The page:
Missouri Attorneys Using “Right to Farm” Amendment To Defend Marijuana Growers
Farming is a very big part of life in Missouri I’m told. One of the co-owners of this blog, Travis, is from Missouri. Jay Smoker, one of the other co-owners of this blog, has traveled to Missouri a handful of times. Both of them have told me about about Missouri’s farmland and big agricultural industry. Protecting that industry has been important in Missouri for a long time. So important that there is a thing called the ‘Right to Farm’ amendment on the books. The amendment states, “the right of farmers and ranchers to engage in farming and ranching practices shall be forever guaranteed in this state.”
But does that amendment apply to marijuana farming? Attorneys defending people who are being charged with felony marijuana cultivation think so. Per the Columbia Missourian:
“The language of ‘Right to Farm’ is so very broad that it’s startling,” Carver said. “I just started thinking about it, and it just dawned on me that if you read this language, it sounds like growing marijuana is permitted.”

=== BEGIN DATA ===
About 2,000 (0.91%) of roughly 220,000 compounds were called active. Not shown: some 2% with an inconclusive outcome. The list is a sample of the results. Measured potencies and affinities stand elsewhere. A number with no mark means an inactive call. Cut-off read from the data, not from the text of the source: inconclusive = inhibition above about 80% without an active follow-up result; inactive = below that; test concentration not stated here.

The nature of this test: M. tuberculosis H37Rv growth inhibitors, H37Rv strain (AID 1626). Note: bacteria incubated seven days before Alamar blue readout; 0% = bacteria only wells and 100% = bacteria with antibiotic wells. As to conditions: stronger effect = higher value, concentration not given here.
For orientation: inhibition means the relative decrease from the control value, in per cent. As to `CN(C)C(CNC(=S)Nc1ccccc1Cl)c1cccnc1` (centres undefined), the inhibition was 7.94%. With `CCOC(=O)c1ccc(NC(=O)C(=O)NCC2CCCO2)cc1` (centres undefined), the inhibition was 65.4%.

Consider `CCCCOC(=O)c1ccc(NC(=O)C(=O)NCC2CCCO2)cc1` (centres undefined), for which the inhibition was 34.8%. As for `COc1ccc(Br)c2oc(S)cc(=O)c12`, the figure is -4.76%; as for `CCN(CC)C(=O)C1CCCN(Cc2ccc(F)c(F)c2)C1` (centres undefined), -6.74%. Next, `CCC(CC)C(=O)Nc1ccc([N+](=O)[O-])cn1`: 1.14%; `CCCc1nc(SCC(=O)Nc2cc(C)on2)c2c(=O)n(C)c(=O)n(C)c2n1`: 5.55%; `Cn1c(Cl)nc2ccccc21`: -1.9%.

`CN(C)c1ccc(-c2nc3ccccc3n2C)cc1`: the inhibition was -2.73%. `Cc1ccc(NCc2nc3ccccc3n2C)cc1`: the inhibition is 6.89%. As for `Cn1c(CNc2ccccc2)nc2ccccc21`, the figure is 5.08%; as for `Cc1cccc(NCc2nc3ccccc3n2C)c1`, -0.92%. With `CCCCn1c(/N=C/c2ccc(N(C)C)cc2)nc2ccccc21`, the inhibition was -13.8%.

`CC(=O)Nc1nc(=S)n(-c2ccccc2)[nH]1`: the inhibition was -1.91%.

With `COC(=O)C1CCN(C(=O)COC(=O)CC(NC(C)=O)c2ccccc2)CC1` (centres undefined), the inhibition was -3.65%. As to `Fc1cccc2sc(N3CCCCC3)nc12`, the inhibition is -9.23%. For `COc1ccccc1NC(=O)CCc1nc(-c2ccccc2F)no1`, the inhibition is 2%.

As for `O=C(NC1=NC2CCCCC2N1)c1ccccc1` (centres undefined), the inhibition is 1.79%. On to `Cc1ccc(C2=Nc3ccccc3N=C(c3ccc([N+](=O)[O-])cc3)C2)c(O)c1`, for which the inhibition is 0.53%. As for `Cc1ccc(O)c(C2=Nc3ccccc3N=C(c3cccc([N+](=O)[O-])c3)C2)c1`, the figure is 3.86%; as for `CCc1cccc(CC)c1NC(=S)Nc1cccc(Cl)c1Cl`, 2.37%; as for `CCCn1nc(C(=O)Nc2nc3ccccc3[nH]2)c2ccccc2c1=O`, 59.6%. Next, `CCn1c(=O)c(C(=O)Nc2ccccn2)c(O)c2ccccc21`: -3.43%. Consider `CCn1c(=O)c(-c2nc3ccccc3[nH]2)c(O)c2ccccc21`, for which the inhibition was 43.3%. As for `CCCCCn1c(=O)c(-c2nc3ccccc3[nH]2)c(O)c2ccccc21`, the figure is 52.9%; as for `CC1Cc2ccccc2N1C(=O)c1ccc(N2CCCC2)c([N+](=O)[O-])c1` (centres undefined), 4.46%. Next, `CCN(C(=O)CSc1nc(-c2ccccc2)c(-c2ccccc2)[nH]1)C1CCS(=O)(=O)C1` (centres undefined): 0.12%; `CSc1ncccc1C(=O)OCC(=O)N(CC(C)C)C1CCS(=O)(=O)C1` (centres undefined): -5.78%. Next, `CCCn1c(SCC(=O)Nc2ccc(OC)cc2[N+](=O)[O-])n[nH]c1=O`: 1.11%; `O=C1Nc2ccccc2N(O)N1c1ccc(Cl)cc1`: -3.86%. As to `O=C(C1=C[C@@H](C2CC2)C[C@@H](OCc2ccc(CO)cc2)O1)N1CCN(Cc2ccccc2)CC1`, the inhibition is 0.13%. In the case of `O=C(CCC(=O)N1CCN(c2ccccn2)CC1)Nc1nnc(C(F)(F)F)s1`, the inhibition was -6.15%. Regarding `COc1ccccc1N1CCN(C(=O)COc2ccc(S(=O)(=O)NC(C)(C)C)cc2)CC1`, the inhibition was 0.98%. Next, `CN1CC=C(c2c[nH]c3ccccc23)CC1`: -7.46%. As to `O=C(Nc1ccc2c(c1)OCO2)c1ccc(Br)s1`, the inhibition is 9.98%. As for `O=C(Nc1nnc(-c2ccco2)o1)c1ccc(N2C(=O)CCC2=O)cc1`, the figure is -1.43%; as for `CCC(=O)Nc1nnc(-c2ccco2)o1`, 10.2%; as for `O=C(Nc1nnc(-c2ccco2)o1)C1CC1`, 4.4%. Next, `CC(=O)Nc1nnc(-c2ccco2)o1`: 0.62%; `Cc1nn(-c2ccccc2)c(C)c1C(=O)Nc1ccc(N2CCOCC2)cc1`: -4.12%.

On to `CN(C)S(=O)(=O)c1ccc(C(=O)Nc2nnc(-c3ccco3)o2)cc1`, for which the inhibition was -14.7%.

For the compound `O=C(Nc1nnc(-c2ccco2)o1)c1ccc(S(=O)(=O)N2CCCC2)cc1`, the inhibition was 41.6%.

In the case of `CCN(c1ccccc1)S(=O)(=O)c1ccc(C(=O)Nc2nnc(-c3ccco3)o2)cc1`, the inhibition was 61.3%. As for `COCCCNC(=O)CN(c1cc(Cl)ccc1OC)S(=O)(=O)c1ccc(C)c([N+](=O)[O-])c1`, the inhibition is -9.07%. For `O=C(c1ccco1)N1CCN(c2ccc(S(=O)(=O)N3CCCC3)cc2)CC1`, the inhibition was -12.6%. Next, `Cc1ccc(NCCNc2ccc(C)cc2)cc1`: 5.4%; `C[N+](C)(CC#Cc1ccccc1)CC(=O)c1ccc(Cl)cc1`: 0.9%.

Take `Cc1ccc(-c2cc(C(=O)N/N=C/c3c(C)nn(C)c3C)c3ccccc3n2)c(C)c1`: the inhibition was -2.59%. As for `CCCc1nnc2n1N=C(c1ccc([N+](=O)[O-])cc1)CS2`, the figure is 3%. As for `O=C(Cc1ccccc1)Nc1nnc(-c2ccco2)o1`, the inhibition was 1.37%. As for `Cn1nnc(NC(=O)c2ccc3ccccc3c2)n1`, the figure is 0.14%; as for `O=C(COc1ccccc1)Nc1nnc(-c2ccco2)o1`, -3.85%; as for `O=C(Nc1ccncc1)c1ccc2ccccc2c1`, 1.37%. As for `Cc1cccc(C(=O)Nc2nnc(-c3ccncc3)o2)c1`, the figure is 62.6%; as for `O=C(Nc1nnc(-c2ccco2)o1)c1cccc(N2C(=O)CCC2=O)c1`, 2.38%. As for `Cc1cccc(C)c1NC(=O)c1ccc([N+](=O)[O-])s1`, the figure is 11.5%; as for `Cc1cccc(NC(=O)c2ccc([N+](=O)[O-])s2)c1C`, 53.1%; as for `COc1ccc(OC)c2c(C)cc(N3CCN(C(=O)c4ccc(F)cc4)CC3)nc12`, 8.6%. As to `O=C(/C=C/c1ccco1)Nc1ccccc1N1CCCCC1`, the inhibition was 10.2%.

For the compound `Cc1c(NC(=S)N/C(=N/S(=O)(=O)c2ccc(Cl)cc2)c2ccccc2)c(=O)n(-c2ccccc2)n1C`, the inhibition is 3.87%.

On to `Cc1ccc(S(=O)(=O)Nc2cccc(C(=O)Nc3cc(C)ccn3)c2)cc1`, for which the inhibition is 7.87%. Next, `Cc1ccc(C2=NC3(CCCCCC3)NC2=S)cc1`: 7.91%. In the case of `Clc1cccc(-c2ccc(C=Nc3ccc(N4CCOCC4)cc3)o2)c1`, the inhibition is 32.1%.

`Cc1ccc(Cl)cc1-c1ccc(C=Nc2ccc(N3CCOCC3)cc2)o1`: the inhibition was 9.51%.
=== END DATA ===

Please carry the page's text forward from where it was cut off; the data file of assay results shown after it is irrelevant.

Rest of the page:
The amendment was put on the ballot by the Republican-controlled state legislature. It was approved by voters statewide in August by 2,375 votes out of almost 1 million ballots cast, and survived a recount.
Carver filed a motion last week in Cole County Circuit Court arguing, in part, that even though growing pot is illegal under Missouri law, those statutes are unconstitutional because they violate Amendment 1.
Cole County Prosecutor Mark Richardson did not return calls seeking comment. Circuit Judge Daniel Green presides over the case.
Columbia-based attorney Dan Viets filed a similar motion in February on behalf of two of his clients.
“Any state statute that prohibits cultivation of marijuana was automatically rendered invalid by the passage of Right to Farm,” Viets said.
It’s unclear how this will play out, but I feel that if the true intent of the amendment is to protect farming, and the way the language is written, it should protect all farming, including marijuana cultivation. I will be rooting for the attorneys in these cases, and I’m hopeful for a favorable outcome. Seeing Missouri legalize marijuana cultivation is something that I hope to see sooner than later, as marijuana prohibition in Missouri has harmed way too many lives, including the lives of some of my very good friends. Go get ’em Missouri!